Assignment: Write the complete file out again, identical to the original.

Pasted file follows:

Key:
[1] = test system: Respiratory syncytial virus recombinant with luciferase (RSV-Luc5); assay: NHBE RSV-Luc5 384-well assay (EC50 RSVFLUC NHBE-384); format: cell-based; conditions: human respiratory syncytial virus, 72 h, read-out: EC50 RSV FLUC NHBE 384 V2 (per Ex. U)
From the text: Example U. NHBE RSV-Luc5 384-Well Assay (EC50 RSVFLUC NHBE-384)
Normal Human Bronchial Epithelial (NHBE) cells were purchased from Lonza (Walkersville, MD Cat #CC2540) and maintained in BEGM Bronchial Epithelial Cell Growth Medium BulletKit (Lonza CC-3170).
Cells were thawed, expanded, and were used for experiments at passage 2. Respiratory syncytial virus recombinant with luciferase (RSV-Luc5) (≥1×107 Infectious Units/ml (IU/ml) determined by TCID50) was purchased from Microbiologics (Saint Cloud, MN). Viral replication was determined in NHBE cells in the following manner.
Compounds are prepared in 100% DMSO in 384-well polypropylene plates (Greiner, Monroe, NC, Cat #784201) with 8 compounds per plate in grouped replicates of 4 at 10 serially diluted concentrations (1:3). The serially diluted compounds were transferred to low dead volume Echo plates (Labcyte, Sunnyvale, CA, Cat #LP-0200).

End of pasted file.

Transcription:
Key:
[1] = test system: Respiratory syncytial virus recombinant with luciferase (RSV-Luc5); assay: NHBE RSV-Luc5 384-well assay (EC50 RSVFLUC NHBE-384); format: cell-based; conditions: human respiratory syncytial virus, 72 h, read-out: EC50 RSV FLUC NHBE 384 V2 (per Ex. U)
From the text: Example U. NHBE RSV-Luc5 384-Well Assay (EC50 RSVFLUC NHBE-384)
Normal Human Bronchial Epithelial (NHBE) cells were purchased from Lonza (Walkersville, MD Cat #CC2540) and maintained in BEGM Bronchial Epithelial Cell Growth Medium BulletKit (Lonza CC-3170).
Cells were thawed, expanded, and were used for experiments at passage 2. Respiratory syncytial virus recombinant with luciferase (RSV-Luc5) (≥1×107 Infectious Units/ml (IU/ml) determined by TCID50) was purchased from Microbiologics (Saint Cloud, MN). Viral replication was determined in NHBE cells in the following manner.
Compounds are prepared in 100% DMSO in 384-well polypropylene plates (Greiner, Monroe, NC, Cat #784201) with 8 compounds per plate in grouped replicates of 4 at 10 serially diluted concentrations (1:3). The serially diluted compounds were transferred to low dead volume Echo plates (Labcyte, Sunnyvale, CA, Cat #LP-0200).